Author(s): Katsumata S, Nagashima M, Kato K, Tachihara A, Wauke K,
Abstract Share this page
Abstract BACKGROUND: To clarify in detail the mechanism underlying the development and exacerbation of deep venous thrombosis (DVT) and/or pulmonary thromboembolism (PTE), we focused on the following factors: the thrombin-antithrombin III complex (TAT), D-dimer and neutrophil elastase (NE). We basically investigated whether NE played an important role in the development of PTE I a mice model. METHODS: Nineteen rheumatoid arthritis (RA) and six osteoarthritis (OA) patients underwent total knee arthroplasty (TKA) with tourniquet, and 13 RA and 12 OA patients underwent TKA without tourniquet in each group. The blood levels of TAT, D-dimer and NE were measured before surgery, immediately after and during the days following surgery. For the induction of experimental PTE due to coagulation of platelets, adenosine diphosphate (ADP) was administrated, and human NE with ADP was also administrated for the development of DVT and/or PTE. RESULTS: The rates of increase in the mean TAT, D-dimer and NE levels in the group with tourniquet were statistically higher than those in the group without tourniquet after surgery. The mortality of the mouse due to PTE increased from 43 to 67\% following ADP and human NE administration compared to a single ADP administration. Histological changes of the lungs in the mice receiving NE and ADP injections were characterized by a diffuse and extensive accumulation of platelets and fibrin in alveolar capillaries and other microvessels. CONCLUSION: We suggest that during TKA, the use of tourniquet induces local release of a large amount of NE from neutrophils, inducing the development of DVT and/or PTE and their exacerbation.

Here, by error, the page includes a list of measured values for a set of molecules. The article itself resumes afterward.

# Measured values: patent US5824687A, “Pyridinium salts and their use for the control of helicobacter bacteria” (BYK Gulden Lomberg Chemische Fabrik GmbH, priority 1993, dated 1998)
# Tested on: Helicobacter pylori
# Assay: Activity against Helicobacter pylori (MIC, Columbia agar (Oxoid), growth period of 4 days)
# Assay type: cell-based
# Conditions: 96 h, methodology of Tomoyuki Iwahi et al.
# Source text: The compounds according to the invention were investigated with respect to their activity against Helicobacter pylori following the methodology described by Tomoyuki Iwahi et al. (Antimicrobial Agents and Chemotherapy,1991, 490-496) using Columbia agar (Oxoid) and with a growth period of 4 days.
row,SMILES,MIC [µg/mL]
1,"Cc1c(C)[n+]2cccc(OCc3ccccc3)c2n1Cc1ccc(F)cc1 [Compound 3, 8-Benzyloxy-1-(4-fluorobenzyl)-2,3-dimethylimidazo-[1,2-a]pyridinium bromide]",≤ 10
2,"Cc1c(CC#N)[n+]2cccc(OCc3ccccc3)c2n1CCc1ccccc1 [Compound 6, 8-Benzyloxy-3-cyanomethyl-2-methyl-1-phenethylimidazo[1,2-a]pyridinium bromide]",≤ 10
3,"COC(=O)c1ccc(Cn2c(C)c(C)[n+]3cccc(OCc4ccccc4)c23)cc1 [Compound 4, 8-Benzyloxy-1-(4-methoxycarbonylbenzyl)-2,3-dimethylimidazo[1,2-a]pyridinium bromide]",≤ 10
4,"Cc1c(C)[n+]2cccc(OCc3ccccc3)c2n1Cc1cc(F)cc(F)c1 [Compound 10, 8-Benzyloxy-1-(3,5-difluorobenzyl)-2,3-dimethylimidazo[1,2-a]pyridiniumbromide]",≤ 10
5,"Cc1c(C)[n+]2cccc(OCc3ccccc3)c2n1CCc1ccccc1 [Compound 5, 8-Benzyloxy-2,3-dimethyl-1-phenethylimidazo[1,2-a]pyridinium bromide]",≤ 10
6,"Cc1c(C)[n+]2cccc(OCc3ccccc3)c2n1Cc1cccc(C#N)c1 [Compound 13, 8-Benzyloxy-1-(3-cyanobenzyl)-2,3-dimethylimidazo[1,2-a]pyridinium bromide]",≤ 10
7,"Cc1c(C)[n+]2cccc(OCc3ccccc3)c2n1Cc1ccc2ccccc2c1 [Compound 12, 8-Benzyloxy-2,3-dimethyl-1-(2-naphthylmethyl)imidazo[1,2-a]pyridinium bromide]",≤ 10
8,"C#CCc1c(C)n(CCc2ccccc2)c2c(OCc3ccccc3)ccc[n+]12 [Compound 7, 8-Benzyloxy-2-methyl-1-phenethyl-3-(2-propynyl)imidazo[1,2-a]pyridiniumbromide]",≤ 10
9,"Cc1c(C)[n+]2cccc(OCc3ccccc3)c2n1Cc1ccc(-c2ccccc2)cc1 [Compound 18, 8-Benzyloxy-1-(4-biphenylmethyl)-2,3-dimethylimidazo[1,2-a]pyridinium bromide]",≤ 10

This article was published in Acta Anaesthesiol Scand
and referenced in Journal of Anesthesia & Clinical Research